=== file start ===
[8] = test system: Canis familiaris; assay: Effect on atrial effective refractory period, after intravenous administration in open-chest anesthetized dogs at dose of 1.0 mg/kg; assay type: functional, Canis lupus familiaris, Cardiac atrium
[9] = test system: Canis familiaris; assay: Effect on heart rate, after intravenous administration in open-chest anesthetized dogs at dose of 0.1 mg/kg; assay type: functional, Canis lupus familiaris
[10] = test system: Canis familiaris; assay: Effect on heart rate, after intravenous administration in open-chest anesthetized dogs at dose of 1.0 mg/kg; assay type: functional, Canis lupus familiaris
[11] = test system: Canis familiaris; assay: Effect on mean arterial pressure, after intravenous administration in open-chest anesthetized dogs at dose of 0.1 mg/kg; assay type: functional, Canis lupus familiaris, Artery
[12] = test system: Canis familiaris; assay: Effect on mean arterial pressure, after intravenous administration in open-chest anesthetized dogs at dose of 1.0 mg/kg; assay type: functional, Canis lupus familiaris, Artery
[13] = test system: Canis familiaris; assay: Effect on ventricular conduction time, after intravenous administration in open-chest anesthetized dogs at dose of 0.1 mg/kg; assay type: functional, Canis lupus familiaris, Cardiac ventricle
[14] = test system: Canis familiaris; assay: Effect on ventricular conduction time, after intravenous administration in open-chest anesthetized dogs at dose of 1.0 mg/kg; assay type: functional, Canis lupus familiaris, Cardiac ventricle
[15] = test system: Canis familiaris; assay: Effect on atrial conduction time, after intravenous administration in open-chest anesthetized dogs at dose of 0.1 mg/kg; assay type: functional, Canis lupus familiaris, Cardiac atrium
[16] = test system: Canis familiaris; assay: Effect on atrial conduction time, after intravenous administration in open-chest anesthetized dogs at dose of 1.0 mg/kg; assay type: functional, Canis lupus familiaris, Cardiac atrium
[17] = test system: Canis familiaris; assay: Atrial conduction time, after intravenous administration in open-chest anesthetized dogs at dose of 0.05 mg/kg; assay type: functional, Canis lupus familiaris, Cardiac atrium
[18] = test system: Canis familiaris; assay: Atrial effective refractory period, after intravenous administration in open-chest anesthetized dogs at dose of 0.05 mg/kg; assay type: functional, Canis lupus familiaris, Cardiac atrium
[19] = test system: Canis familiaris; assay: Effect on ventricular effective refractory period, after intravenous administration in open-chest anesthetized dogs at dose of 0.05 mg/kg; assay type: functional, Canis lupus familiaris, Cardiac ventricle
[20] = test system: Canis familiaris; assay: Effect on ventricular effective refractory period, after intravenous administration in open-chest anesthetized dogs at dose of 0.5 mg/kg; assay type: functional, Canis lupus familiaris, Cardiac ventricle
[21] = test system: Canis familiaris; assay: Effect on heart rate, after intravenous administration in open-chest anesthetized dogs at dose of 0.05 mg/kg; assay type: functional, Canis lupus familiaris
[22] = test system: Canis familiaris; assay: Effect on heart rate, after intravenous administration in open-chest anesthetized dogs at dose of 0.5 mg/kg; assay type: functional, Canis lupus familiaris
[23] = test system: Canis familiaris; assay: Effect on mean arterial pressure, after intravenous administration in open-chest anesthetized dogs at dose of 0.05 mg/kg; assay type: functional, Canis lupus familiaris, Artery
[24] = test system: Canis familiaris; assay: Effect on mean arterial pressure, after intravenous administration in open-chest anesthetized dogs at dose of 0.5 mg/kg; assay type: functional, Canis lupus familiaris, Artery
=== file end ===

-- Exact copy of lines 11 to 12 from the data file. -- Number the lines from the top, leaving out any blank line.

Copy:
[18] = test system: Canis familiaris; assay: Atrial effective refractory period, after intravenous administration in open-chest anesthetized dogs at dose of 0.05 mg/kg; assay type: functional, Canis lupus familiaris, Cardiac atrium
[19] = test system: Canis familiaris; assay: Effect on ventricular effective refractory period, after intravenous administration in open-chest anesthetized dogs at dose of 0.05 mg/kg; assay type: functional, Canis lupus familiaris, Cardiac ventricle